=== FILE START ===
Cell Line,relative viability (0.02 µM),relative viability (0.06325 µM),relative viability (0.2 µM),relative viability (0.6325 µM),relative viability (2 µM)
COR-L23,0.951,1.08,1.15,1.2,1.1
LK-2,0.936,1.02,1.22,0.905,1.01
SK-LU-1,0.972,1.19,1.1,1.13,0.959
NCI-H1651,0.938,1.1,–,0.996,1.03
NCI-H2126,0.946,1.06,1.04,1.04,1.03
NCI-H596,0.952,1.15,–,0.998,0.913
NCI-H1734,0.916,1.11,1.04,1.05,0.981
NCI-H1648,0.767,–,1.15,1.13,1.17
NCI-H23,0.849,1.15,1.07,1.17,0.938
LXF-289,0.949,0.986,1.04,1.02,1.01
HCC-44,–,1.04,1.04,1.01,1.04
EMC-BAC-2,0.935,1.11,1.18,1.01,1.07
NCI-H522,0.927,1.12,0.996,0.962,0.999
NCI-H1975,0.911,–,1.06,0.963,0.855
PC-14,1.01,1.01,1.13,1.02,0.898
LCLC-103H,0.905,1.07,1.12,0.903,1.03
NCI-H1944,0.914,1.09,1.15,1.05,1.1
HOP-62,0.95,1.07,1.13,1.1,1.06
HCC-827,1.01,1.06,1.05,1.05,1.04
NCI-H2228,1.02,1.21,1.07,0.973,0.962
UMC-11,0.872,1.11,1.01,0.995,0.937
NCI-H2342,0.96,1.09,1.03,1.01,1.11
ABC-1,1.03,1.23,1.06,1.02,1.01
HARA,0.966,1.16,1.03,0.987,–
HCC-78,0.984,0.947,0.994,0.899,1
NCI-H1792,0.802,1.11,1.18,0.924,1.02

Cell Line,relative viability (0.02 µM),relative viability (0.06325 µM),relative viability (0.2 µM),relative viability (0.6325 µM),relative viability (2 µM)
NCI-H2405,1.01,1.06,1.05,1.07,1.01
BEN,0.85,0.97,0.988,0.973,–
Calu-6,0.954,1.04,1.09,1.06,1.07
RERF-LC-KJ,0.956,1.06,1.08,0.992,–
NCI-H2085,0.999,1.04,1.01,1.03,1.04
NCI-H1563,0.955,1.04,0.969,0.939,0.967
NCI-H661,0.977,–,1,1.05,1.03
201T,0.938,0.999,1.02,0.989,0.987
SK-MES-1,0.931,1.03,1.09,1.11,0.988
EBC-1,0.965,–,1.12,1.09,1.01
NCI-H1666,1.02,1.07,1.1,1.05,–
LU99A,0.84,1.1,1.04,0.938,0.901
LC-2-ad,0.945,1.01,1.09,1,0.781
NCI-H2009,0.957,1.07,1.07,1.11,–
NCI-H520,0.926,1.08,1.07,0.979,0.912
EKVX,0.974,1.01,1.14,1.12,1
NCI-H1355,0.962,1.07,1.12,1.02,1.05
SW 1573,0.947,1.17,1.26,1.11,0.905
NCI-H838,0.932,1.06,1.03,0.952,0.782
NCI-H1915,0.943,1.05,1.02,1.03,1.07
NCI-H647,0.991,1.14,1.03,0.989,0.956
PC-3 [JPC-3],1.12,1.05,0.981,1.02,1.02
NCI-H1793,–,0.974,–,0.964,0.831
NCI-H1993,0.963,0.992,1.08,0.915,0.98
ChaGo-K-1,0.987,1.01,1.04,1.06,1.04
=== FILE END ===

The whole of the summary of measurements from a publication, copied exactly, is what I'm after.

Cell Line,relative viability (0.02 µM),relative viability (0.06325 µM),relative viability (0.2 µM),relative viability (0.6325 µM),relative viability (2 µM)
COR-L23,0.951,1.08,1.15,1.2,1.1
LK-2,0.936,1.02,1.22,0.905,1.01
SK-LU-1,0.972,1.19,1.1,1.13,0.959
NCI-H1651,0.938,1.1,–,0.996,1.03
NCI-H2126,0.946,1.06,1.04,1.04,1.03
NCI-H596,0.952,1.15,–,0.998,0.913
NCI-H1734,0.916,1.11,1.04,1.05,0.981
NCI-H1648,0.767,–,1.15,1.13,1.17
NCI-H23,0.849,1.15,1.07,1.17,0.938
LXF-289,0.949,0.986,1.04,1.02,1.01
HCC-44,–,1.04,1.04,1.01,1.04
EMC-BAC-2,0.935,1.11,1.18,1.01,1.07
NCI-H522,0.927,1.12,0.996,0.962,0.999
NCI-H1975,0.911,–,1.06,0.963,0.855
PC-14,1.01,1.01,1.13,1.02,0.898
LCLC-103H,0.905,1.07,1.12,0.903,1.03
NCI-H1944,0.914,1.09,1.15,1.05,1.1
HOP-62,0.95,1.07,1.13,1.1,1.06
HCC-827,1.01,1.06,1.05,1.05,1.04
NCI-H2228,1.02,1.21,1.07,0.973,0.962
UMC-11,0.872,1.11,1.01,0.995,0.937
NCI-H2342,0.96,1.09,1.03,1.01,1.11
ABC-1,1.03,1.23,1.06,1.02,1.01
HARA,0.966,1.16,1.03,0.987,–
HCC-78,0.984,0.947,0.994,0.899,1
NCI-H1792,0.802,1.11,1.18,0.924,1.02

Cell Line,relative viability (0.02 µM),relative viability (0.06325 µM),relative viability (0.2 µM),relative viability (0.6325 µM),relative viability (2 µM)
NCI-H2405,1.01,1.06,1.05,1.07,1.01
BEN,0.85,0.97,0.988,0.973,–
Calu-6,0.954,1.04,1.09,1.06,1.07
RERF-LC-KJ,0.956,1.06,1.08,0.992,–
NCI-H2085,0.999,1.04,1.01,1.03,1.04
NCI-H1563,0.955,1.04,0.969,0.939,0.967
NCI-H661,0.977,–,1,1.05,1.03
201T,0.938,0.999,1.02,0.989,0.987
SK-MES-1,0.931,1.03,1.09,1.11,0.988
EBC-1,0.965,–,1.12,1.09,1.01
NCI-H1666,1.02,1.07,1.1,1.05,–
LU99A,0.84,1.1,1.04,0.938,0.901
LC-2-ad,0.945,1.01,1.09,1,0.781
NCI-H2009,0.957,1.07,1.07,1.11,–
NCI-H520,0.926,1.08,1.07,0.979,0.912
EKVX,0.974,1.01,1.14,1.12,1
NCI-H1355,0.962,1.07,1.12,1.02,1.05
SW 1573,0.947,1.17,1.26,1.11,0.905
NCI-H838,0.932,1.06,1.03,0.952,0.782
NCI-H1915,0.943,1.05,1.02,1.03,1.07
NCI-H647,0.991,1.14,1.03,0.989,0.956
PC-3 [JPC-3],1.12,1.05,0.981,1.02,1.02
NCI-H1793,–,0.974,–,0.964,0.831
NCI-H1993,0.963,0.992,1.08,0.915,0.98
ChaGo-K-1,0.987,1.01,1.04,1.06,1.04